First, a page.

Trading in low priced issues can generate obligations at DTC out of all proportion to the value of securities being traded. It isn’t fair to us, our clearing firm, or to you, but it is the reality we must work within. DTC has styled these fees as “Illiquidity charges” or “Domination fees”, and they can profoundly affect the number of shares we are able to trade in any settlement cycle. You agree to be bound by whatever trading limitations we may find it necessary to impose in order to protect our liquidity. Generally, transactions larger than 20% of the average daily trading volume of the last 20 days will result in DTC charges, and the cost to finance those charges from trade date to settlement date will be billed to your account at an annualized charge of 20%, with a $25.00/day minimum. This includes all trades done at the clearing firm in an issue during the same settlement cycle, so you may find yourself being charged a pro rata share of illiquidity fees on trades much smaller than 20% of the daily volume. Domination charges will be passed through at cost, with a minimum fee of $5.00/day. Although we will attempt to obtain as much liquidity as possible for you when you want to trade, it would not be unusual for us to have to tell you that you must limit your transaction size to fewer than 10,000 shares at a time. We appreciate your cooperation and understanding of these limitations.
Conflicts of Interest
Conflicts of interest are present in many contexts in the financial services industry. There is no one‐size–fits all framework through which firms can manage conflicts, and WDCO and Glendale have attempted to identify and disclose those conflicts that may affect you, as a customer. Each of WDCO and Glendale takes the precept of fair dealing with its customers seriously. Their respective Chief Compliance Officer seeks to identify, disclose, and enforce procedures designed to neutralize the effects of its conflicts of interest on their customers. In dealing with potential conflicts, each of WDCO and Glendale requires integrity and the use of good judgment and discretion exercised in a manner expected by its policies and values. Listed below are areas of potential conflict, and the steps each of WDCO and Glendale has taken to ensure that its customers are treated fairly.
Market Making. WDCO and Glendale may make markets in hundreds of issues, which means that they may take the other side of your trade. That is, when you are selling, WDCO or Glendale may be buying, and vice‐versa. WDCO and Glendale may be taking a position in a stock you are selling, or selling a stock you are accumulating. WDCO’s and Glendale’s respective obligation is to ensure that you receive the best national bid or offer price for your transaction, and when possible, offer price improvement on your trade. WDCO and Glendale also have an obligation to pass through the best price they receive when they represent your order and to refrain from “front running” or trading ahead of your order. Supervisors for each of WDCO and Glendale review their respective transactions daily to ensure that customer orders are filled at the best available price.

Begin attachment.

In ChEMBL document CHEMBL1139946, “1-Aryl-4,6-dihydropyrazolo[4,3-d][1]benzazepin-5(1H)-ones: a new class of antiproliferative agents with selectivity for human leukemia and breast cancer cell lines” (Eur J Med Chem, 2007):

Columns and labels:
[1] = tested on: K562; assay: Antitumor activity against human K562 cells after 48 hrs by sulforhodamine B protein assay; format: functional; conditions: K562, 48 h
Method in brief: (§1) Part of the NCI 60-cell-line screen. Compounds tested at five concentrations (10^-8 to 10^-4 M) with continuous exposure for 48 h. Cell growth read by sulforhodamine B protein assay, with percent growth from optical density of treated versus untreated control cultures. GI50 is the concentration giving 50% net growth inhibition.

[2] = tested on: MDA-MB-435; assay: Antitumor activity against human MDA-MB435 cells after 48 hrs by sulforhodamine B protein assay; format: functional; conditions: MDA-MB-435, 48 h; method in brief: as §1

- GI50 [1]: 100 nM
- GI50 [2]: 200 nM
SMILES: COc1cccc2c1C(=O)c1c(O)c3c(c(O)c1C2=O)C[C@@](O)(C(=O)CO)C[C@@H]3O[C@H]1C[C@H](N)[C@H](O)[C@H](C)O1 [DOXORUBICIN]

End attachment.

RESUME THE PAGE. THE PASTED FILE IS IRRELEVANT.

Compensation Practices. Compensation grids for both WDCO and Glendale are completely product neutral, so no representative has an incentive to prefer one type of product over another. Because WDCO and Glendale do not make recommendations, each firm avoids the problem of brokers pushing higher grossing products. The compensation grid also does not contain thresholds that might encourage a representative to engage in inappropriate activity in order to qualify for a higher payout. Neither firm sells proprietary products or participates in sales contests.
- Glendale is a minority owner of WDCO and has the right, under specified terms, to purchase the balance of WDCO. WDCO and Glendale ensure that transactions involving parties that are clients of both firms do not receive preferential treatment or advantage over other clients.
- Globex Transfer, LLC is a transfer agent under common control with Glendale. Globex Transfer may be the transfer agent for the issuers’ securities in which WDCO and Glendale make a market. Globex may hold positions or actively trade in issuers in which both WDCO and Glendale make a market. WDCO and Glendale ensure that transactions involving transfer agent clients and issuers for which they make markets do not receive preferential treatment or advantage over other clients.
Hiring. As part of screening applicants for employment, both firms review an applicant’s employment and regulatory history, as well as their financial standing, to identify and not hire individuals who may be prone to engage in inappropriate activity or who have poor ethical standards.
Training. WDCO has incorporated training on ethics and conflicts of interest into its firm element training program to ensure that employees recognize when a conflict of interest exists and make appropriate decisions about handling the conflict in a manner that is consistent with the firm’s policies, procedures, and ethical standards.
Outside Business Activity. Registered representatives are required to submit a request for approval of any outside business activity. These requests are reviewed by each firm to ensure that the activity does not conflict with the interests of the firm or its customers. If outside activity is approved, this information is added to the representative’s Form U‐4, the details of which can be viewed by the public at FINRA’s website: www.brokercheck.org.